The term portable computer is now almost exclusively used to refer to portable computers that are larger than a laptop, often use conventional parts and usually do not run on batteries. Smaller portable computers are referred to by their more specific terms:
- The laptop (or desknote or notebook) with a flat panel display and keyboard, requiring a seated position and both hands. A relatively recently introduced modification has been the Tablet PC, which essentially is a laptop operated with a stylus on a sensitive screen.
- The palmtop which is something between a laptop and a PDA (q.v.).
- The pocket computer, which was mostly a phenomenon of the 1980s, and combined the features of an alphanumeric calculator, a small home computer (usually programmable in BASIC), and a PDA (q.v.). Manufacturers of these included Tandy/Radio Shack, Hewlett-Packard, Casio, and Sharp Corporation.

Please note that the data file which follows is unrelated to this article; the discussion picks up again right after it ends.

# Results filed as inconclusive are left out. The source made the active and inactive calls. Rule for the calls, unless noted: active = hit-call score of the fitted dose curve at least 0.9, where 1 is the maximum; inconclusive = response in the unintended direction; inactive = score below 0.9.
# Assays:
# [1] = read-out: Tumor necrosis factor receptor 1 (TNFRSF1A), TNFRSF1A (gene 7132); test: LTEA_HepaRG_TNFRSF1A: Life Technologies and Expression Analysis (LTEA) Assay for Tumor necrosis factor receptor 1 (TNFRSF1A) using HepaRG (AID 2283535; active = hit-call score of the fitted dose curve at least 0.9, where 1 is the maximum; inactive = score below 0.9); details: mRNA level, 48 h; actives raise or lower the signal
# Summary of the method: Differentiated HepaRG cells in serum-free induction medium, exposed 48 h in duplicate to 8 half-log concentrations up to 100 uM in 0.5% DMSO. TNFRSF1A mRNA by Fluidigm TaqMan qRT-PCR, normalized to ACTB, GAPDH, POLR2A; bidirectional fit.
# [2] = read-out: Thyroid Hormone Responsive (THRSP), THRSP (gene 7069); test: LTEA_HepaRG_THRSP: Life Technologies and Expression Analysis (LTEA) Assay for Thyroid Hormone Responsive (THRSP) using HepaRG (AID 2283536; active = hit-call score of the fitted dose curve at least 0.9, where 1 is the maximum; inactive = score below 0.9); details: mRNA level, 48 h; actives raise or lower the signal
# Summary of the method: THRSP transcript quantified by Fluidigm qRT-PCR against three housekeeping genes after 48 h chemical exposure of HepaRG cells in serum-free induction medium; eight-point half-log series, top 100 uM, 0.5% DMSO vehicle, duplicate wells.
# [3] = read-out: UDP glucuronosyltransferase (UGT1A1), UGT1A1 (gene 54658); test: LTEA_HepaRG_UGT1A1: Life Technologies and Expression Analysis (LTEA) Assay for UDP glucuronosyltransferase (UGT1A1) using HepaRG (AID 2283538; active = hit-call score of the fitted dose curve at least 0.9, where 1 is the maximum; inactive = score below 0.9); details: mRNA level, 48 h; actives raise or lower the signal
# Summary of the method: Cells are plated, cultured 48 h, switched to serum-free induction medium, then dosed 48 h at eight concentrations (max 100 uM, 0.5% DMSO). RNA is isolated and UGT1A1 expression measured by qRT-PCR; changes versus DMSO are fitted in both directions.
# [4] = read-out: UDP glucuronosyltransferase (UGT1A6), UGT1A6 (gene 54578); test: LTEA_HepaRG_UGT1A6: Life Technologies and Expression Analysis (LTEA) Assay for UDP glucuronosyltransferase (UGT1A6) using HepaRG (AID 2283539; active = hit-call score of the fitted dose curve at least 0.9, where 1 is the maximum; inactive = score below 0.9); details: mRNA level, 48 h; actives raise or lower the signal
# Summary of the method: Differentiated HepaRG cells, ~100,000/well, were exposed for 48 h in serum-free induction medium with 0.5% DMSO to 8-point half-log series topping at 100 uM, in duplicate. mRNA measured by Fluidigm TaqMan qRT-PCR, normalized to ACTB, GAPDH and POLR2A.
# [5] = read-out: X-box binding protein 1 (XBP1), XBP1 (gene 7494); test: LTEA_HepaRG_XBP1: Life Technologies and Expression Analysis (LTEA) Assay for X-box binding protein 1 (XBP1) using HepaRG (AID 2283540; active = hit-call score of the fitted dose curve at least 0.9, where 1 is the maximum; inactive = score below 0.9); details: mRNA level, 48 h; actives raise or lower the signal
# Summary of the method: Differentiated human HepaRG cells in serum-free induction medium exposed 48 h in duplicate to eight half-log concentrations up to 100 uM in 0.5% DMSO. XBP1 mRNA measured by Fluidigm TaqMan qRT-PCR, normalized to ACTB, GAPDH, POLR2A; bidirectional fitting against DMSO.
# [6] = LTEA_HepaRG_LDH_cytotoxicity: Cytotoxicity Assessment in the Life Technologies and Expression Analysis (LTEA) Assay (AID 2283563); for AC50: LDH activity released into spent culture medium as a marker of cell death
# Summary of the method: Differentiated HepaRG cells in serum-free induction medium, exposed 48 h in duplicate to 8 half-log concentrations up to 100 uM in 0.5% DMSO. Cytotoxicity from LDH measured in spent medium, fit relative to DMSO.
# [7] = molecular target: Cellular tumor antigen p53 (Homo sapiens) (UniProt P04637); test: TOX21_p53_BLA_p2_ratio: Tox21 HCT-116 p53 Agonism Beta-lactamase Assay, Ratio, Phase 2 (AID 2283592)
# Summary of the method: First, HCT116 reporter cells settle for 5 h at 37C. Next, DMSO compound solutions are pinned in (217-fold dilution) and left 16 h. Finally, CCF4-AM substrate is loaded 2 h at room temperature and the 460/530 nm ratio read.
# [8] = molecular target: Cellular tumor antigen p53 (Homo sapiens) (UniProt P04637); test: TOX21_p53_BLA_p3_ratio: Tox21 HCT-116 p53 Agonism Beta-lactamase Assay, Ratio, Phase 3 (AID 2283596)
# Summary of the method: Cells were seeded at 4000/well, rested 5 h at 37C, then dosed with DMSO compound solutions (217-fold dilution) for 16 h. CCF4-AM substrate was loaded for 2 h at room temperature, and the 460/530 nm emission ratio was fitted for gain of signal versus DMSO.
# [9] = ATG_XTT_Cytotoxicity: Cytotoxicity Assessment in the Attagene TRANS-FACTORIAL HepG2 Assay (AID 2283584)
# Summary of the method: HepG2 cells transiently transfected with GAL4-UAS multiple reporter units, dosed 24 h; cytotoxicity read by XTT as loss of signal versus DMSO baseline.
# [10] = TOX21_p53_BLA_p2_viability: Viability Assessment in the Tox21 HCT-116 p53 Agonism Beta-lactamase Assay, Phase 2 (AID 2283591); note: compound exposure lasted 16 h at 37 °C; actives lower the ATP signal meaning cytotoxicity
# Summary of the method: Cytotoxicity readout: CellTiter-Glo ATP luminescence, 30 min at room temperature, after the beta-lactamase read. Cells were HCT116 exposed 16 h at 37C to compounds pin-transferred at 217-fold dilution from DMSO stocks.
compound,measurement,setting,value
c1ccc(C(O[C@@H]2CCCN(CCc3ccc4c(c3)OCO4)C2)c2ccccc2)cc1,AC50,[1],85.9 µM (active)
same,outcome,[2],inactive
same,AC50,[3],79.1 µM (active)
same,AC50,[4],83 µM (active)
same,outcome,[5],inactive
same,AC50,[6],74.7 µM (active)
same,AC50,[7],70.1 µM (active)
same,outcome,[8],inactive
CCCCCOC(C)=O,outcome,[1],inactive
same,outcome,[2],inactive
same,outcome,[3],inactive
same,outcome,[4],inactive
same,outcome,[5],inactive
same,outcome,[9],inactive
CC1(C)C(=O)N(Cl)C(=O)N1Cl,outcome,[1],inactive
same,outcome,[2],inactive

- The personal digital assistant (PDA), usually held in one hand and operated with the other.
- The wearable computer with handsfree interface, and usually some voice capability (speech recognition and speech synthesis).
Portable computers have been increasing in popularity over the past decade, as they do not restrict the user in terms of mobility as a desktop computer would. Wireless Internet, extended battery life and more comfortable ergonomics have been factors driving this increase in popularity.
The first portable computer was the Osborne 1, developed by Adam Osborne. The first IBM PC compatible portable computer (and indeed the first IBM PC compatible, or "clone," of any kind) was the Compaq Portable. The first full-color portable computer was the Commodore SX-64.